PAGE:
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Beware Coronavirus Related Scams



The Internal Revenue Service (IRS) is urging people to be wary of scams related to the Coronavirus. There may be an influx of calls and phishing emails about COVID-19 that can lead to tax-related fraud and identity theft. Seniors are especially at risk, being twice as vulnerable as other age groups.


You should be very careful with emails or phone calls that appear to come from the IRS. "The IRS isn't going to call you asking to verify or provide your financial information so you can get an economic impact payment or your refund faster," said IRS Commissioner Chuck Rettig.


Do not open emails that appear to come from the IRS or click on any attachments or links. You can go to IRS.gov for up-to-date information related to your tax refund or COVID-19 economic relief. In addition, scammers may try to contact you through text messages, websites, or social media by requesting money or personal information.


"History has shown that criminals take every opportunity to perpetrate a fraud on unsuspecting victims, especially when a group of people is vulnerable or in a state of need," said IRS Criminal Investigation Chief Don Fort. "While you are waiting to hear about your economic impact payment, criminals are working hard to trick you into getting their hands on it. The IRS Criminal Investigation Division is working hard to find these scammers and shut them down, but in the meantime, we ask people to remain vigilant."


The stimulus checks have resulted in a new wave of scam calls and phishing emails. You should not provide your direct deposit or banking information to any phone call, email, or text message. The IRS will automatically deposit the relief payments into the direct deposit you provided on your tax returns. If you did not provide direct deposit information, you can go to the newly designed secure portal to provide your banking information (available soon). If the IRS has no direct deposit or banking information for you, they will mail your check to the address on file.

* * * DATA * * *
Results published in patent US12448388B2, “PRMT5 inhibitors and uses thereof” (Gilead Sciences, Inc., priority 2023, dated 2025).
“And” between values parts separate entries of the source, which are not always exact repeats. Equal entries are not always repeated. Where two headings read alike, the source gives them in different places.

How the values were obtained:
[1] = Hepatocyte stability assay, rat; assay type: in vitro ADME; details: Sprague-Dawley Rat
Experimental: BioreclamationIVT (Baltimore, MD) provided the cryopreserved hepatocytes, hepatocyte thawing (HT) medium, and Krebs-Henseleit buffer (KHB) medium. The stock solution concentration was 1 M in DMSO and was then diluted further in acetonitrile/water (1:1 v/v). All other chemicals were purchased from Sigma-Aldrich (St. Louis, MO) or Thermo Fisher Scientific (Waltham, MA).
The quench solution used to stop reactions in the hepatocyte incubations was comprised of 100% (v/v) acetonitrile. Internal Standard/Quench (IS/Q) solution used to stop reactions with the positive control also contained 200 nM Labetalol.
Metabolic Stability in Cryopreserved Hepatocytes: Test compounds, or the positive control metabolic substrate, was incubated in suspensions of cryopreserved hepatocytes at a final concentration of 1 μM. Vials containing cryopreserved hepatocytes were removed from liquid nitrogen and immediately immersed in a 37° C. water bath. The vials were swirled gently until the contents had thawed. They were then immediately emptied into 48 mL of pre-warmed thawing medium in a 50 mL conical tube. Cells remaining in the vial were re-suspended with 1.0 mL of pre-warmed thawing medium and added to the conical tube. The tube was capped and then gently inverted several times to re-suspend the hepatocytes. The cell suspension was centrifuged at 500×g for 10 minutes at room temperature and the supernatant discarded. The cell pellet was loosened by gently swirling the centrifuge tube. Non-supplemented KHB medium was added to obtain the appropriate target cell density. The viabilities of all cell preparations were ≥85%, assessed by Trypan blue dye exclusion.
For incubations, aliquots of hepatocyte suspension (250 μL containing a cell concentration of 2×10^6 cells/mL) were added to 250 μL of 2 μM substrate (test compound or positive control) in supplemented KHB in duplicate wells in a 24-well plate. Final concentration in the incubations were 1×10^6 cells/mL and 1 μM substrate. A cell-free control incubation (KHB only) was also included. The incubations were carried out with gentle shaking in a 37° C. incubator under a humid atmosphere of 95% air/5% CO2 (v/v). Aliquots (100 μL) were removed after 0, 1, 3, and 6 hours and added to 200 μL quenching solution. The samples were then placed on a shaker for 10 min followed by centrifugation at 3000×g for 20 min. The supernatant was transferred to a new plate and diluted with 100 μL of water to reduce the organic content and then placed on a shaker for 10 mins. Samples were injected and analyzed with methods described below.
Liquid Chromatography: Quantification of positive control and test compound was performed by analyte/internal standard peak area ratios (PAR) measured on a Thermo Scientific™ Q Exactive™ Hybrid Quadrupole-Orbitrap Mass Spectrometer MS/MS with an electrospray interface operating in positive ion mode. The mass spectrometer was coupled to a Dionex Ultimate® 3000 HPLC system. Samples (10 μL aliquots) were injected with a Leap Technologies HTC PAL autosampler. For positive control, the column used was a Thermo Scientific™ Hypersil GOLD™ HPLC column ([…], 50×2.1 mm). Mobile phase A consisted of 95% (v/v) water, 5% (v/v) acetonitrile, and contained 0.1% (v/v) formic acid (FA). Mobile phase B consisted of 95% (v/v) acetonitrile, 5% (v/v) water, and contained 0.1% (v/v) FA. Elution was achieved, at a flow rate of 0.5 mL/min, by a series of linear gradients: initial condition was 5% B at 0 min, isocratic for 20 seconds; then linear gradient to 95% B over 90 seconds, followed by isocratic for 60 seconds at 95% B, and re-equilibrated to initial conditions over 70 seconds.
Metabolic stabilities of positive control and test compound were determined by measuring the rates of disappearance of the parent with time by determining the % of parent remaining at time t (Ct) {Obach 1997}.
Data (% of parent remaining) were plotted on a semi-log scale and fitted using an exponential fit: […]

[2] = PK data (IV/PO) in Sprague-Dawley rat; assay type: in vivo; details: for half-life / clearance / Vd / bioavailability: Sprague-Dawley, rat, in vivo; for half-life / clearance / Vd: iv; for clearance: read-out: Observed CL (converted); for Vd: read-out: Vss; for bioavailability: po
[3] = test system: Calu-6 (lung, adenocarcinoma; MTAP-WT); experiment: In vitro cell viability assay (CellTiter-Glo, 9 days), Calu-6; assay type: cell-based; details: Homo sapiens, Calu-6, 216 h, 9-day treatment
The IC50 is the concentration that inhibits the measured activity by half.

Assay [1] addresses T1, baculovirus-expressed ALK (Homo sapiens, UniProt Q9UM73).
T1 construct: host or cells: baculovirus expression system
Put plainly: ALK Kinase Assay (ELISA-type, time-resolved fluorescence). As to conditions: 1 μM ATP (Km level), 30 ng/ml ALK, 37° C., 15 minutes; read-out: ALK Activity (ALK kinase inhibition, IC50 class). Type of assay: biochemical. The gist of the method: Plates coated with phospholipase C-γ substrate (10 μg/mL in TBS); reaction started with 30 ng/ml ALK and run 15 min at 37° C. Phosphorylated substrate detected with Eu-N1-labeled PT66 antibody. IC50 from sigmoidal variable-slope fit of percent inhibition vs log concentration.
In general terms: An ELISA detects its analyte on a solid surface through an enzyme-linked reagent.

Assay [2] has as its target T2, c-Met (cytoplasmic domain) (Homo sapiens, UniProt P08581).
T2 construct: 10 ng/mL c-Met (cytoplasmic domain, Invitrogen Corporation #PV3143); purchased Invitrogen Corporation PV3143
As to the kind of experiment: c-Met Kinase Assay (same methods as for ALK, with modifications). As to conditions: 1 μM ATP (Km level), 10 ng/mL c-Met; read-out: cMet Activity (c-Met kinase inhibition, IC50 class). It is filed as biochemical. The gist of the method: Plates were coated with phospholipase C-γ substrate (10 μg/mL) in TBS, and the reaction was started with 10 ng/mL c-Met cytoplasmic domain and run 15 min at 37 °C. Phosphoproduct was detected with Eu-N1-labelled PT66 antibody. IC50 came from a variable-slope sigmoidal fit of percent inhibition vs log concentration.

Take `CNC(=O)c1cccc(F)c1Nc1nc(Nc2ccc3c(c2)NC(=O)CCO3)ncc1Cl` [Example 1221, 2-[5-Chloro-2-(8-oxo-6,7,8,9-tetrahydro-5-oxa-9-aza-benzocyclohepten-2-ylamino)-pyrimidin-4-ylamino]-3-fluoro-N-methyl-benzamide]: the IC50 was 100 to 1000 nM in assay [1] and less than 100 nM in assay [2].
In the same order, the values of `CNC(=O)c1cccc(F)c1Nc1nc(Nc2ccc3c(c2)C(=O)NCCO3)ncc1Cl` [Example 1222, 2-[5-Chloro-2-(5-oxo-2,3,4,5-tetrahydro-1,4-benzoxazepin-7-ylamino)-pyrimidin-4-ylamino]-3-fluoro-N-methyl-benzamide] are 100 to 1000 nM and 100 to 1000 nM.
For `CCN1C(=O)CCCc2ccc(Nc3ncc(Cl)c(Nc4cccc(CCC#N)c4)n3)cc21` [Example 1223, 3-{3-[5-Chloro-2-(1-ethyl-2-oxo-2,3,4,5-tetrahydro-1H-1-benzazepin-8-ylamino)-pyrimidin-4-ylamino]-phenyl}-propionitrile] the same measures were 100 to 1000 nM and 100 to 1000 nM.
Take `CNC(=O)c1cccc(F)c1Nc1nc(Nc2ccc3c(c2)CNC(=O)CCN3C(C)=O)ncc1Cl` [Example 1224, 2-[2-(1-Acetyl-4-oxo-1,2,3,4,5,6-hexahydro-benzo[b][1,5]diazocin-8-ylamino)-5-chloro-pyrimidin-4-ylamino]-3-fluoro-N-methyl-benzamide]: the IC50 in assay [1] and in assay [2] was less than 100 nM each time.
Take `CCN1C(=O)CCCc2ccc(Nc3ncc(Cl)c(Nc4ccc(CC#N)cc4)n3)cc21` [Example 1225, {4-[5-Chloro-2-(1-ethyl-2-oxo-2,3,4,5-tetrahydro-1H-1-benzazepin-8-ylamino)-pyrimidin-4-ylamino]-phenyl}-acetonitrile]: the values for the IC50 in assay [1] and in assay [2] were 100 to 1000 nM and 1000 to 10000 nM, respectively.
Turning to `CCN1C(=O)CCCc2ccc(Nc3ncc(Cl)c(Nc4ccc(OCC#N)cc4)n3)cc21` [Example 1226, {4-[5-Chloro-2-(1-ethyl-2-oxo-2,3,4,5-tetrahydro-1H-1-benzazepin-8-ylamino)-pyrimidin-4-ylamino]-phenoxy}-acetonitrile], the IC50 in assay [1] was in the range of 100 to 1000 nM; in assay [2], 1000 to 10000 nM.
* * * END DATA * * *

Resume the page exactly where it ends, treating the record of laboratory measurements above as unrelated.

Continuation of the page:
Retirees will likely be among scammers top potential targets. There are many retirees who are not normally required to file a tax return. However, retirees do not need to take any action on their part to receive their $1,200 economic impact payment. No one from the IRS will reach out to retirees by phone, email, mail, or in person to request additional information to receive their stimulus check. The IRS will be sending the $1,200 payment automatically to retirees - no additional action or information is needed.


The IRS also provides the following reminders so you can protect yourself and your family:


  • Scammers may emphasize the words "stimulus check" or "stimulus payment," but the official term is economic impact payment.

  • Do not sign your economic impact payment check over to anyone.

  • The IRS will not ask by phone, email, text, or social media for verification of personal and/or banking information in order to receive or speed up your economic impact payment.

  • Scammers may suggest that you can get your tax refund or economic impact payment faster if they work on your behalf.

  • Scammers may mail you a bogus check (perhaps an odd amount) and tell you to call a number or verify information online in order to cash it.


If you receive any unsolicited emails, text messages, or social media attempts from scammers that may appear to be the IRS or a related organization, you can forward these to phishing@irs.gov.


Do not engage potential scammers online or on the phone. You can find additional information about reporting suspected scams on the Report Phishing and Online Scams page on IRS.gov.


You can find accurate and up-to-date information about the COVID-19 pandemic and economic impact payments on the Coronavirus Tax Relief page on IRS.gov. Visiting the IRS website directly is the best way to find accurate and current information.


Source: IRS News Release

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